Airbus has partnered with CFM International, a joint company of GE and Safran Aircraft Engines, to collaborate on a hydrogen demonstration program that will take flight around the middle of this decade.
The objective of the program is to ground and flight test a direct combustion engine fueled by hydrogen in preparation for entry-into-service of a zero-emission aircraft by 2035. The demonstration will use an A380 flying testbed called the ZEROe Demonstrator equipped with liquid hydrogen tanks. The company will also define the hydrogen propulsion system requirements, oversee flight testing, and provide the A380 platform to test the hydrogen combustion engine in the cruise phase.
CFM will modify the combustion and fuel management system of a GE ‘Passport’ Turbofan, manufactured in the United States, to run on hydrogen. The engine was selected because of its physical size, advanced turbo-machinery, and fuel flow capability. It will be mounted along the rear fuselage of the flying testbed to allow engine emissions, including contrails, to be monitored separately from those of the engines powering the aircraft. CFM will execute an extensive ground test program ahead of the A380 flight test.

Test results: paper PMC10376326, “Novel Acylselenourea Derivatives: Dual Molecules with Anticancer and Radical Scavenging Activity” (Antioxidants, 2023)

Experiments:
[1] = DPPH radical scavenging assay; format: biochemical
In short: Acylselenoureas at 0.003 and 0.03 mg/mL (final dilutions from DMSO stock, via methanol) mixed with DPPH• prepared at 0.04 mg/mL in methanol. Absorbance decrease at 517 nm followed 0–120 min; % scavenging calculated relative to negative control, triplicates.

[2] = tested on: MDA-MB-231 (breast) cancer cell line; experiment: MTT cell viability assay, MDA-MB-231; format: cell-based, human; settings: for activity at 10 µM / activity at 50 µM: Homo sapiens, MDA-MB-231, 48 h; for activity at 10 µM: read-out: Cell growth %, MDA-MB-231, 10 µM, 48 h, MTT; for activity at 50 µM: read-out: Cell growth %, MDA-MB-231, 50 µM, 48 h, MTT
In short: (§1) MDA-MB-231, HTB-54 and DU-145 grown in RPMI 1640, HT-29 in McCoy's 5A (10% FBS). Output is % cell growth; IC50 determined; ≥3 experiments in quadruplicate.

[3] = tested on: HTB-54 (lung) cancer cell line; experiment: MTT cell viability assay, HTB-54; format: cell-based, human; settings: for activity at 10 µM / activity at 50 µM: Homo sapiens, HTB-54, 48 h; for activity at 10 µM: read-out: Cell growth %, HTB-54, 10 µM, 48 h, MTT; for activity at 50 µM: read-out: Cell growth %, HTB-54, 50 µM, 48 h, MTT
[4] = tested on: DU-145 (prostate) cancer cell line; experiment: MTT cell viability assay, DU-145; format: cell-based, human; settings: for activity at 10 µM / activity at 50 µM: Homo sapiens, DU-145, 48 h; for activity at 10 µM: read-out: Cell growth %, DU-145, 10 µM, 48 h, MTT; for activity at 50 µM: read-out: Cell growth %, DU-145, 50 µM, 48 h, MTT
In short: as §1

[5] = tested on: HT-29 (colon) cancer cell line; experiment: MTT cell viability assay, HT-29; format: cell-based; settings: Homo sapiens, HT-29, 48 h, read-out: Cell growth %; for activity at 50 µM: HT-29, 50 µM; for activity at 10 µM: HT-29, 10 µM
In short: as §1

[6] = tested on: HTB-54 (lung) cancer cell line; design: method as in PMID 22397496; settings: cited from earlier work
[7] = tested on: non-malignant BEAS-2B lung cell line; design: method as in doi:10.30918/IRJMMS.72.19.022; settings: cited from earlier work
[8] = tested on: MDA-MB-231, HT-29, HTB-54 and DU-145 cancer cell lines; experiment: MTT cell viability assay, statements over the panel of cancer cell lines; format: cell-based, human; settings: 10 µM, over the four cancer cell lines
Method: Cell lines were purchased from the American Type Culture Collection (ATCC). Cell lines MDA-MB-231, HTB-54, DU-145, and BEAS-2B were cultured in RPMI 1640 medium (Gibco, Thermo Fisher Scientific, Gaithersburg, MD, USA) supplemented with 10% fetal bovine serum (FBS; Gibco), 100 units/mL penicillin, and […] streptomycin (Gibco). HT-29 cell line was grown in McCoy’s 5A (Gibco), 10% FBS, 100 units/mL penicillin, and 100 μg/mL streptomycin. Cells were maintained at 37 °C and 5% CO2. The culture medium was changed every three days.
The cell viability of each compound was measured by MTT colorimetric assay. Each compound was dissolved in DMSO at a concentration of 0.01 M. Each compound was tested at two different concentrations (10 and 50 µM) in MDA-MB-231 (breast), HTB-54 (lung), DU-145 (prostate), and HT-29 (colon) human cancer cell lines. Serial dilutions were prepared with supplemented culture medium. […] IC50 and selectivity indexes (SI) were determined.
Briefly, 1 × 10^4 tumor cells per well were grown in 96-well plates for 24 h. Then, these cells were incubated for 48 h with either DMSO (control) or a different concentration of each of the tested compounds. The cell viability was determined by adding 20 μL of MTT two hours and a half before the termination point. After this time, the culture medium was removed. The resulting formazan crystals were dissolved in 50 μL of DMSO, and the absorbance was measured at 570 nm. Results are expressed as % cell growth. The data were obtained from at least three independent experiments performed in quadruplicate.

“This is the most significant step undertaken at Airbus to usher in a new era of hydrogen-powered flight since the unveiling of our ZEROe concepts back in September 2020,” said Sabine Klauke, Airbus Chief Technical Officer. “By leveraging the expertise of American and European engine manufacturers to make progress on hydrogen combustion technology, this international partnership sends a clear message that our industry is committed to making the zero-emission flight a reality.”
CFM shares Airbus’ ambition of fulfilling the promise they made in signing the Air Transport Action Group goal in October 2021 to achieve aviation industry net-zero carbon emissions by 2050 by developing and testing the technology necessary to make zero-emissions aircraft a reality within the ambitious timeline defined.